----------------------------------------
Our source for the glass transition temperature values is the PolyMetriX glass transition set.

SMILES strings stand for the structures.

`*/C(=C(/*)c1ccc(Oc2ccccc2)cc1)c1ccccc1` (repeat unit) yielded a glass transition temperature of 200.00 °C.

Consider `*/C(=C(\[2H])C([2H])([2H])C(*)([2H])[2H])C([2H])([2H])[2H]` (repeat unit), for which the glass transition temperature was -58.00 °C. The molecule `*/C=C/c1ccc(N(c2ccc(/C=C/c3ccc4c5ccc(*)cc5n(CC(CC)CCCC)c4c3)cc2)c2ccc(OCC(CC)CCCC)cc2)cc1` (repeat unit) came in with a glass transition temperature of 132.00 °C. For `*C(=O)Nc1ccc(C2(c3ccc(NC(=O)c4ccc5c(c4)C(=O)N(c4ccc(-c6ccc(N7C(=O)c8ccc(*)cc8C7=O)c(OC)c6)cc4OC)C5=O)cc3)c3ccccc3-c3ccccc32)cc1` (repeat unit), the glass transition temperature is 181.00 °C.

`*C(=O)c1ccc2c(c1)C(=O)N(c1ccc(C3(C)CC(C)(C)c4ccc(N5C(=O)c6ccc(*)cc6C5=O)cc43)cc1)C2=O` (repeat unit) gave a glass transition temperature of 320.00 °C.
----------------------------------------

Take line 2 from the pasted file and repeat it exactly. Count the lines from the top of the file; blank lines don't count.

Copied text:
SMILES strings stand for the structures.